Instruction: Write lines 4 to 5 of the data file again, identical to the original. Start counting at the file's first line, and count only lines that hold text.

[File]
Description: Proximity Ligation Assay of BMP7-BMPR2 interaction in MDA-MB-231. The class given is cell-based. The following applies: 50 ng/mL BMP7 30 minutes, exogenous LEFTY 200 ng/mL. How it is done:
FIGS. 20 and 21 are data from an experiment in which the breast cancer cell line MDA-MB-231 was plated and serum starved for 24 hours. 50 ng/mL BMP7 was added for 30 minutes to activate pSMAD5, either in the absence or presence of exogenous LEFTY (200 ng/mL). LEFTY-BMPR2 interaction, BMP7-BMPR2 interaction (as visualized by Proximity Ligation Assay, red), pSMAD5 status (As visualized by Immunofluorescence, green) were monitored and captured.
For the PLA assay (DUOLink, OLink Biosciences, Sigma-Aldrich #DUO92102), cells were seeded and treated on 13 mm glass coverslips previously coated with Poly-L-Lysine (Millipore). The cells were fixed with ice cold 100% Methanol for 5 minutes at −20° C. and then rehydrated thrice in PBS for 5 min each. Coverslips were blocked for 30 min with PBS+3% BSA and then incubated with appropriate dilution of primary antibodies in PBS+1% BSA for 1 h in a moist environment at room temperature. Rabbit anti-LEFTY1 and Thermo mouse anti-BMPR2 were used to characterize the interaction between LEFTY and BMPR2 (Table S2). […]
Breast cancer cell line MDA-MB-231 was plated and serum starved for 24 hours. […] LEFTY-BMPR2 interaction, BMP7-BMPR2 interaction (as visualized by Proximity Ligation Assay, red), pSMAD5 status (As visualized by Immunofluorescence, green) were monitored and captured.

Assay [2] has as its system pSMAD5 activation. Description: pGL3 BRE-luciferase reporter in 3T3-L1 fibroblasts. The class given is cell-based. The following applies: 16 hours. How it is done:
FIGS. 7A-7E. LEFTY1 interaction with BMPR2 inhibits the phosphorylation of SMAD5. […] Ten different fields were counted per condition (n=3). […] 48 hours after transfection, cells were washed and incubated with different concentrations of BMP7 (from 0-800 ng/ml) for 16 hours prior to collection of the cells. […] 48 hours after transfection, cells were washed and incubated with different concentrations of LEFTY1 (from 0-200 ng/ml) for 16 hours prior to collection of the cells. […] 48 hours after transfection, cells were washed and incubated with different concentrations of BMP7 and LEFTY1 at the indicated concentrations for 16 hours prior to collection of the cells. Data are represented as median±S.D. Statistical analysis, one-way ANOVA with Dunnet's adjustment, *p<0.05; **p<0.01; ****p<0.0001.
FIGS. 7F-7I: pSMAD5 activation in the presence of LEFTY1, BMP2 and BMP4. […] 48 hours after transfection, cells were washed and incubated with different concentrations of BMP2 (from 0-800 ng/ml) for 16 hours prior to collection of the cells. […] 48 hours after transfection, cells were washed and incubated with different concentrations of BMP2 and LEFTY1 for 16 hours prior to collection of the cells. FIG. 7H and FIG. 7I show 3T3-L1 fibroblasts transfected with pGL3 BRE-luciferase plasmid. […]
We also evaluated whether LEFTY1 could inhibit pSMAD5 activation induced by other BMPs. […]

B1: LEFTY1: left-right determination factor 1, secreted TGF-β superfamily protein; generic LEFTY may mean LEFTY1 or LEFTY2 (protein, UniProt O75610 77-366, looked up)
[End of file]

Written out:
Breast cancer cell line MDA-MB-231 was plated and serum starved for 24 hours. […] LEFTY-BMPR2 interaction, BMP7-BMPR2 interaction (as visualized by Proximity Ligation Assay, red), pSMAD5 status (As visualized by Immunofluorescence, green) were monitored and captured.

Assay [2] has as its system pSMAD5 activation. Description: pGL3 BRE-luciferase reporter in 3T3-L1 fibroblasts. The class given is cell-based. The following applies: 16 hours. How it is done: